My Architect

Much more than a profile of architect Louis I. Kahn by his son, Nathaniel Kahn, this touching documentary is many things at once: a fascinating biography, a gorgeously shot travelogue, a provocative disquisition on the relevance of architecture and, above all, the record of a son's poignant search for a father he scarcely knew in the architectural wonders...read more

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Reviewed by Ken Fox
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Much more than a profile of architect Louis I. Kahn by his son, Nathaniel Kahn, this touching documentary is many things at once: a fascinating biography, a gorgeously shot travelogue, a provocative disquisition on the relevance of architecture and, above all, the record of a son's poignant search for a father he scarcely knew in the architectural wonders he left behind. Kahn died a dismal death: On March 17, 1974, while passing through New York City alone, he suffered a fatal heart attack in the men's room at midtown Manhattan's busy Pennsylvania Station. His body lay unclaimed at the city morgue for three days. What wasn't widely known at the time was that in addition to his wife, Esther, and their daughter, Sue Ann, Kahn was survived by two mistresses, Harriet Pattison and Anne Tyng, and their two children. All three families lived within miles of each other in suburban Philadelphia, but their paths never crossed until the funeral. Twenty-five years later, Pattison's son, Nathaniel, felt it was time to confront his father by visiting Kahn's buildings. That journey, which took Nathaniel from Philadelphia, where his Estonian-immigrant father grew up, to Bangladesh, where Kahn's last great work was completed years after his death, serves as the basis for this extraordinary film. In addition to such wonders as the Kimball Art Museum in Forth Worth, Tex., the Salk Institute in La Jolla, Calif., and the astonishing Capitol Complex in Dhaka, Bangladesh, Nathaniel's quest also took him to the people in his father's life, from the stranger who found Kahn in Penn Station to such admiring contemporaries as I.M. Pei and Philip Johnson. Even more importantly, Nathaniel interviews the women who willingly went from being Kahn's colleagues to the unwed mothers of his illegitimate children. The result is a superb and deeply personal film that not only examines the presence of the artist within the work, but explores a far more universal concern: the meaning of family. The film's recurring motif is that of a small boy standing before Kahn's creations, each as timeless and eternal as the ancient monuments that inspired them. But the image that really touches the heart is the sight of Nathan rollerblading across the concrete courtyard of the Salk Institute — a child at play within the austere embrace of his father's legacy. In searching for Louis Kahn through his art, Nathaniel Kahn created a work of art of his own.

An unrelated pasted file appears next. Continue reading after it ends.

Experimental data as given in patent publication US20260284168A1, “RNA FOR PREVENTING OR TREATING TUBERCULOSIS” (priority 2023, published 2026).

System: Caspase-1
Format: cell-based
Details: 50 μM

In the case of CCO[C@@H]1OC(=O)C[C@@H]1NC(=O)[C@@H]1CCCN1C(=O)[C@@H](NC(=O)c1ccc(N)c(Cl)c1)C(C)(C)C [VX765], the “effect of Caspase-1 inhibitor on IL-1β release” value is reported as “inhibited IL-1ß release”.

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  • Released: 2003
  • Rating: NR
  • Review: Much more than a profile of architect Louis I. Kahn by his son, Nathaniel Kahn, this touching documentary is many things at once: a fascinating biography, a gorgeously shot travelogue, a provocative disquisition on the relevance of architecture and, above… (more)

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